A follow-up to the Poppy Project post. I don’t really have anything more to add to this article from the Guardian, except that legalising or acceptance of the concept of prostitution will allow stories like these to keep happening.
The experience of one woman, enslaved by traffickers and and shuttled across Europe to serve the sex trade, highlights the need for urgent reform of the law
When they assessed her case, British immigration officials knew that Katya, a vulnerable 18-year-old from Moldova, had been trafficked and forced into prostitution, but ruled that she would face no real danger if she was sent back.
Days after her removal from the UK, her traffickers tracked her down to the Moldovan village where she had grown up. She was gang-raped, strung up by a rope from a tree, and forced to dig her own grave. One of her front teeth was pulled out with a pair of pliers. Shortly afterwards she was re-trafficked, first to Israel and later back to the UK.
The Home Office decision last week to pay her substantial damages has raised serious questions about the way Britain treats trafficked women. The unprecedented case also opens the possibility that other individuals who have been removed from this country and subsequently found themselves exposed to danger in their home country, could attempt to sue the Home Office for damages. The Moldovan woman was first kidnapped by traffickers when she was 14, repeatedly sold on to pimps and other traffickers, and forced to work as a prostitute for seven years in Italy, Turkey, Hungary, Romania, Israel and the UK. She told the Guardian that British police need to do much more to protect women like her and to prevent others from being trafficked into prostitution.
“Just look around you – see how many girls there are like me. They are coming all the time. I see them every day – in tube stations, all made up, early in the morning. Maybe for you it is difficult to see them, but I see them,” said Katya (not her real name), in an interview in her solicitor’s office. “I think the police should work better to stop this. Why don’t you shut down saunas and brothels? Then there would be no prostitutes, no pimps.”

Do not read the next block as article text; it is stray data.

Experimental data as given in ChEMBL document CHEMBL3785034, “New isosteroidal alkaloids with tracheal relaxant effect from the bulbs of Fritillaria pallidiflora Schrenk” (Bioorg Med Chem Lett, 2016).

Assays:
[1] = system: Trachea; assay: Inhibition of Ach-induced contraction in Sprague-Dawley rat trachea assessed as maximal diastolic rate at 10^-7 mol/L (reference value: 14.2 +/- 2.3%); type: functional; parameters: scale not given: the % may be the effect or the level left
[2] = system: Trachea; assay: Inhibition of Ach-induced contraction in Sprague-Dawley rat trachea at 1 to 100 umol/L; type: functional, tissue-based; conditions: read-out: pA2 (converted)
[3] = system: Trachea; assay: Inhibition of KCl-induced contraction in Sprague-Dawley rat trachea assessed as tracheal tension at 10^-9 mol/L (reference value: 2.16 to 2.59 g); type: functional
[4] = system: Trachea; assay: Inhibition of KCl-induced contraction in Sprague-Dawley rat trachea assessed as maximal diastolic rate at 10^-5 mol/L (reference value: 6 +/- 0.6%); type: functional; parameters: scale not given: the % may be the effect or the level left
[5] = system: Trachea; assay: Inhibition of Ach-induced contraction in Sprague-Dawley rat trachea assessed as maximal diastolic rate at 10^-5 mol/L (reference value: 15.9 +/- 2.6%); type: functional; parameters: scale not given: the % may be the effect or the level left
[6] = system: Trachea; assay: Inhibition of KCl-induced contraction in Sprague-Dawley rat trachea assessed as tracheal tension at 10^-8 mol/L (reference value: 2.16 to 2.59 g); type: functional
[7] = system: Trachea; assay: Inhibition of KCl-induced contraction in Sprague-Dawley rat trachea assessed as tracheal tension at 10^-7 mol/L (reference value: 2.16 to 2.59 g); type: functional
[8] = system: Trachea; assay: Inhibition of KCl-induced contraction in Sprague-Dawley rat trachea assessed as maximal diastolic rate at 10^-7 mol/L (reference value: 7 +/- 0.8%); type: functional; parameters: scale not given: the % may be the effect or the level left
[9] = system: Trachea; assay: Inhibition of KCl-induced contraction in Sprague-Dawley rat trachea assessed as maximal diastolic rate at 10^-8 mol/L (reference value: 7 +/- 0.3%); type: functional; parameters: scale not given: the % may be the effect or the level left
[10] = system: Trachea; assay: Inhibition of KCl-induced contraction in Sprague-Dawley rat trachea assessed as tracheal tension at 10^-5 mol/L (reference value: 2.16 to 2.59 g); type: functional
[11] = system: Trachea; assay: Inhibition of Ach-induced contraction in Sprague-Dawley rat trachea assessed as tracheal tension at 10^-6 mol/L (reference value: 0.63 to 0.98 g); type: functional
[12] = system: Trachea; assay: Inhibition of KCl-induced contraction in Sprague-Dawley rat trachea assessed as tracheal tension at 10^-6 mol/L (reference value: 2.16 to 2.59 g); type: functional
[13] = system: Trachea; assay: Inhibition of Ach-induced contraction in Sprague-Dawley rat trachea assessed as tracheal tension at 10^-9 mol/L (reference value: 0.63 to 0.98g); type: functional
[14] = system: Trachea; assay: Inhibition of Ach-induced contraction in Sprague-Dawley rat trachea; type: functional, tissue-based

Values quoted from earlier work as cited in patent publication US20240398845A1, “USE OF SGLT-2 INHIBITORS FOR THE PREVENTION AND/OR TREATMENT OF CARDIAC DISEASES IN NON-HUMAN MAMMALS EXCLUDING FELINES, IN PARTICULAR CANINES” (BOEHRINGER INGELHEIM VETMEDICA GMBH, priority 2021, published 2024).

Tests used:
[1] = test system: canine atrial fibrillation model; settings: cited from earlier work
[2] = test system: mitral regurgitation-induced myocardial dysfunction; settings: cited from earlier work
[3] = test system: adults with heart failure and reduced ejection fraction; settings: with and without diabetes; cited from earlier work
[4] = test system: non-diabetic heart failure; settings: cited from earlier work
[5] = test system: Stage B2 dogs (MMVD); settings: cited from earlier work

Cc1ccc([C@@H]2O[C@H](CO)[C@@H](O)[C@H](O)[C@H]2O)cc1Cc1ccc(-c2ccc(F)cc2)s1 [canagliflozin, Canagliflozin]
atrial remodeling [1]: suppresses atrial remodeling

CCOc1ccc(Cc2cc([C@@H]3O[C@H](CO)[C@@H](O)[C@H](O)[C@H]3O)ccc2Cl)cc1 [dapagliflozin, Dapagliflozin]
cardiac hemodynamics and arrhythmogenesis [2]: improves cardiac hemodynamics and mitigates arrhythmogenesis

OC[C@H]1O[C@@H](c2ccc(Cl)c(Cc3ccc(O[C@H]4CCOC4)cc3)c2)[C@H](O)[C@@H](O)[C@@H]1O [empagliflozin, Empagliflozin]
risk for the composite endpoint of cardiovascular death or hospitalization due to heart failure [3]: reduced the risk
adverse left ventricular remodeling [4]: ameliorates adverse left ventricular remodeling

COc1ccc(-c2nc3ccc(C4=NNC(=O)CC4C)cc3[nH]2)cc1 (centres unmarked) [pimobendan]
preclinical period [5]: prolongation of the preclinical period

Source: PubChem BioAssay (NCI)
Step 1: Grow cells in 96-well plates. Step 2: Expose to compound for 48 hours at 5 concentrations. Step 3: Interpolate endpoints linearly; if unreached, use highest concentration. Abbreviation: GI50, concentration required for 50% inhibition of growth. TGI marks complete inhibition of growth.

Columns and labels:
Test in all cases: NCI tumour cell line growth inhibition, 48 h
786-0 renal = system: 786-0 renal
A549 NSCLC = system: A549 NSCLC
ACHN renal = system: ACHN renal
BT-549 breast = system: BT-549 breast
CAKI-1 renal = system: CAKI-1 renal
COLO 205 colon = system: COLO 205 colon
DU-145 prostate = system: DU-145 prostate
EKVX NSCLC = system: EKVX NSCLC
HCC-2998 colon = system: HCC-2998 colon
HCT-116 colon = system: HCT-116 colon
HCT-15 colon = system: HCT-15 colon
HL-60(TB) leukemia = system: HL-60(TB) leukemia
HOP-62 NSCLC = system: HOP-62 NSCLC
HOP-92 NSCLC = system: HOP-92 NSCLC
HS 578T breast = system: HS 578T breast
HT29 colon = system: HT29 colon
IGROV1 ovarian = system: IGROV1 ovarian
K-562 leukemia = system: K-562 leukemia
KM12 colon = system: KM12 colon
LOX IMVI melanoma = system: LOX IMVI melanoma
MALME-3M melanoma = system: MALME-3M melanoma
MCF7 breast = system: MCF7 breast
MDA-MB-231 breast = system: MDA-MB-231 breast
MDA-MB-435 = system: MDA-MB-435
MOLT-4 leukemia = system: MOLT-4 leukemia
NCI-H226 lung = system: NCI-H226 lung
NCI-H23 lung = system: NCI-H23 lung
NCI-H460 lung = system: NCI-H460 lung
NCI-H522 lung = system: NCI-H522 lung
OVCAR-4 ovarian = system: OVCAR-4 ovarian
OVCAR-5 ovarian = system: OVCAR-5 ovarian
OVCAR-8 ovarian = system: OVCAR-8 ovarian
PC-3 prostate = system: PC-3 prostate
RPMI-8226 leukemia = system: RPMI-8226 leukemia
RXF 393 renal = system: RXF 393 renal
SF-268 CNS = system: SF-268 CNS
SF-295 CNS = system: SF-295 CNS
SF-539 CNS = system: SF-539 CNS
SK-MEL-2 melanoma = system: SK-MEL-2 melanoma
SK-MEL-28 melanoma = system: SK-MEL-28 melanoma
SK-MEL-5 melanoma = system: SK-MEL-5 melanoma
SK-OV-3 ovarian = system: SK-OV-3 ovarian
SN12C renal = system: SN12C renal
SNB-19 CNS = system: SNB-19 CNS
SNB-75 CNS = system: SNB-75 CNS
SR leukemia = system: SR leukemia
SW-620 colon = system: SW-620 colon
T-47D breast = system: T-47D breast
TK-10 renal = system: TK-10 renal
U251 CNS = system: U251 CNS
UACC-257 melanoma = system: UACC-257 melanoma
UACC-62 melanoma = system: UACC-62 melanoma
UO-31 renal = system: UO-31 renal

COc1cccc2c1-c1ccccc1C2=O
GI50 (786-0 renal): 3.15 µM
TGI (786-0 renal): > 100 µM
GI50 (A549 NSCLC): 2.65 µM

The exhaustive account that Katya has given in court documents, explaining how she was targeted, captured and intimidated, reveals the sophisticated methods employed by gangs trafficking vulnerable women from eastern Europe, Africa and the far east. It also reveals the danger that these women are often exposed to when the British immigration service opts to remove them.
Experienced staff at the Poppy Project, which provides specialist support for trafficking victims and which last week learned it was losing its government funding, described her story as among the most disturbing they have encountered. Katya has been diagnosed with post-traumatic stress disorder, but finds therapy sessions too painful to engage with.
She was living with her mother in Moldova when two older men invited her and a friend to a birthday picnic in a nearby forest. Both girls were knocked unconscious, driven to Romania, blindfolded, taken across a river in an inflatable dinghy to somewhere in Hungary, dressed in dark clothes and made to walk through the forest across the border during the night, passing through Slovenia and arriving eventually in Italy.
They were sold on to two separate men. Katya worked first in a flat in Rimini and then on the streets of Milan. After some months, she managed to escape and was sheltered for a while in the Moldovan embassy there, when she discovered she was pregnant.
She chose to return to her family in Moldova to have the child, but her traffickers found her, beat and raped her brother and killed the family dog as punishment for her decision to tell Italian police what happened to her. She discovered that the friend she had been kidnapped with had been murdered by traffickers in Israel who had drugged her and thrown her off a seven-storey building. These experiences terrified her so much that for years she avoided doing anything that might upset her traffickers in case they acted on their threats to hurt her family.
After she gave birth, and sent her daughter to live in relative safety with an aunt, Katya was sent to Turkey to work in a nightclub. She was later smuggled in a lorry to work in a London brothel. During her time working as a prostitute, she was given no money for her work and was not allowed to go anywhere unaccompanied in case she tried to escape. Her clients in London rarely asked about the conditions in which she was working. “The clients, they’re drunk, and just come and say, ‘Give me this, that’. No one asks: ‘How are you?’. Some of them asked, ‘Why do you do this job?’, but I wouldn’t answer,” she said, explaining that she was afraid that if she appealed to them for help, they might turn out to be friends with the trafficker.
She and the other women – mainly eastern European, none of them British – never talked of their circumstances among themselves. “I didn’t know if the other girls were friends of the trafficker. It was dangerous to speak to the clients or the other girls. There were speakers in the flat where we lived. We didn’t talk about anything. Sometimes we were locked up for weeks and weeks, not going out.”
The brothel, in Harrow, north-west London, was raided a few weeks after she arrived. She was arrested, but she did not reveal the full details of her enslavement to the police because the Kosovan Albanian man who had bought her told her that her family would be in danger if she said anything.